The origin of mound is unknown. It lies buried within itself.
You would think it comes down eroded, from mountain
but the case has not been proved by the legal,
careful minds of etymology.
So I will pretend it comes from mundus, Latin, originally,
for a slight slope Vico tells us poets
framed to mean the whole world, when they surmised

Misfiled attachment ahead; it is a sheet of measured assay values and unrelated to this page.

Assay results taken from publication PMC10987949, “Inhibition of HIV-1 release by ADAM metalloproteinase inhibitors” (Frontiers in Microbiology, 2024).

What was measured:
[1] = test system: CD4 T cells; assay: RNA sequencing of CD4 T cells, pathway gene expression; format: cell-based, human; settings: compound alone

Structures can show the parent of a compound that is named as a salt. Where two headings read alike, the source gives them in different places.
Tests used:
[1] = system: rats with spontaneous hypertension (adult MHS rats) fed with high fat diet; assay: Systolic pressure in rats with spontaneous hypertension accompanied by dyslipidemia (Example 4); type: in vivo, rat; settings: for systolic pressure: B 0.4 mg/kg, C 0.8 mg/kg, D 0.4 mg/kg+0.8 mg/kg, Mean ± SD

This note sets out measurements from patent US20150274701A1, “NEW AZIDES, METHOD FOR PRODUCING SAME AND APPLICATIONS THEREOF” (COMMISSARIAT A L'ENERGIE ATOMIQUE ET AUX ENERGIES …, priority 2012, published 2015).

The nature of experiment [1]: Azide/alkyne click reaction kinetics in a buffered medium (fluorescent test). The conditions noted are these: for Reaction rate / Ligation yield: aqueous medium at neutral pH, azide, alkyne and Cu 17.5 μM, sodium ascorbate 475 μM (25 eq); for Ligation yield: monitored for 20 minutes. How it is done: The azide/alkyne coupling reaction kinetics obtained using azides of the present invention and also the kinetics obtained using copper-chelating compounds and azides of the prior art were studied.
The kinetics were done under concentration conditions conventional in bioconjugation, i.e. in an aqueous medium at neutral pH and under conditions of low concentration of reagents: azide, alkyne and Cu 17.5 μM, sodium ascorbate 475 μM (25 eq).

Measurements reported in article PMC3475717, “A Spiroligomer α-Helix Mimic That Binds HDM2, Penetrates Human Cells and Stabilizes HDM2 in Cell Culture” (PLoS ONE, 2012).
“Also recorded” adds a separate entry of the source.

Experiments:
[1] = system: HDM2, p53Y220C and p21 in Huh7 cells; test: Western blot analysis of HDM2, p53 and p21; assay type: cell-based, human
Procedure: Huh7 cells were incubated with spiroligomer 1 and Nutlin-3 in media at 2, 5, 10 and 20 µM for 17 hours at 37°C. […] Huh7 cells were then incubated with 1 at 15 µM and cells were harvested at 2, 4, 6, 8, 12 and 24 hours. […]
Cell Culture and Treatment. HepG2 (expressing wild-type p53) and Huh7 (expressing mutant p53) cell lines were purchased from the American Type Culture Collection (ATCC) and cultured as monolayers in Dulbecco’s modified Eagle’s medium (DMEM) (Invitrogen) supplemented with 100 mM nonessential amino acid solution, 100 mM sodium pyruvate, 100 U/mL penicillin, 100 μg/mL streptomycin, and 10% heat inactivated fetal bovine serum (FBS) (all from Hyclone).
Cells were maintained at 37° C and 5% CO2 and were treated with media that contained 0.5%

it was a sphere and therefore sloped slightly
everywhere. A mound, too, is a small world sloped
usually for the dead, but not always.
Sometimes hay over grain, like Monet’s hennaed heaps,
sometimes gold bullion or a tonnage of tinned food
waits under the reinforced ground of a mound.
A mound a hill may be carved out and into,
like the Irish hills of Tara were, in pre-history, the rocks
removed room by room, the reasons yet evanescent.